It’s been nearly 13 years since Doctor Who returned from cancellation, which means it’s also been nearly 13 years since Christopher Eccleston made his shock exit as the Ninth Doctor. In the years since Eccleston has kept mostly quiet about why he left the show after just one season, but he’s now revealed the full extent of what caused his departure.
The quiet fury of Eccleston’s Doctor was one of the things that made him such a great incarnation. Image: Doctor Who (BBC)
Speaking candidly to the Radio Times, Eccleston revealed that the on-set tension that led to his departure being abruptly announced after just one episode of the new series had aired (an announcement that created even more problems, when the BBC forged a comment from Eccleston to rush out to the press) actually started way earlier than he’d previously let on. In fact, Eccleston described his relationship with Showrunner Russell T. Davies as “irrevocably damaged” before the first block of filming had concluded:
My relationship with my three immediate superiors – the showrunner, the producer and co-producer – broke down irreparably during the first block of filming and it never recovered. They lost trust in me, and I lost faith and trust and belief in them.
Some of my anger about the situation came from my own insecurity. They employed somebody [as the Doctor] who was not a natural light comedian. Billie [Piper], who we know was and is brilliant, was very, very nervous and very, very inexperienced. So, you had that, and then you had me. Very, very experienced, possibly the most experienced on it, but out of my comfort zone.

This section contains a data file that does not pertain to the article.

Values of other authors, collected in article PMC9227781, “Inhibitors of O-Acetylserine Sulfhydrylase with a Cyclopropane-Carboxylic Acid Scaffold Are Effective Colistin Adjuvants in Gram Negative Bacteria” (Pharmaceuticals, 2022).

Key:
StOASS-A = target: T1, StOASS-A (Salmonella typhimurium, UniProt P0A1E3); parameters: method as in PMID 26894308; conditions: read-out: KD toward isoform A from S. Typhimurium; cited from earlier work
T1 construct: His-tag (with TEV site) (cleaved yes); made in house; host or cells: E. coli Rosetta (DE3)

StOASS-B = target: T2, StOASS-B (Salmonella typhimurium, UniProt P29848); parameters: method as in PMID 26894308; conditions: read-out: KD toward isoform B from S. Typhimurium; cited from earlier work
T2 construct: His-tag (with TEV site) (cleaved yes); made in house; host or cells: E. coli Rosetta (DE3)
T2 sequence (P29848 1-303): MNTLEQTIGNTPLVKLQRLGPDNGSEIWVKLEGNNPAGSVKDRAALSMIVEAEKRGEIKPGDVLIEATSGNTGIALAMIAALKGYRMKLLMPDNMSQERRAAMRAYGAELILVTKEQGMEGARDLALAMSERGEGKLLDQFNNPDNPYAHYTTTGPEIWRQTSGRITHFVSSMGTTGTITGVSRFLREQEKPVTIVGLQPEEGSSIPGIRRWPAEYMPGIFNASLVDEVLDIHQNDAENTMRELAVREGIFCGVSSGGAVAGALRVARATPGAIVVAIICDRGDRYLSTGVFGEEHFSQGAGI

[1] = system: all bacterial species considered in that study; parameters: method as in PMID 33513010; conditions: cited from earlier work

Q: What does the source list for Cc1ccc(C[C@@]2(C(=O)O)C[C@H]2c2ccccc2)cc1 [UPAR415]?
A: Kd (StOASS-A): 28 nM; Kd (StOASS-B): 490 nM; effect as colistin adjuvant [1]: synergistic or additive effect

As to why Eccleston has mostly remained silent on the issue until now (that is, until very recently, when he claimed the BBC blacklisted him after his exit from the show, leading to a stint of roles in American TV), the actor says that despite having a potentially irreparable working relationship with Davies due to Who, he promised the showrunner he wouldn’t damage Who‘s newfound success:
When I left, I gave my word to [then-showrunner] Russell T. Davies that I wouldn’t do anything to damage the show. But they did things to damage me. I didn’t criticise anybody.
The situation regarding Eccleston’s exit was already tragic, but hearing the actor reveal the extent of just how poorly his time on the show went – especially his fears about his portrayal of the Doctor, which turned out pretty damn fantastic despite them – just makes it all the sadder.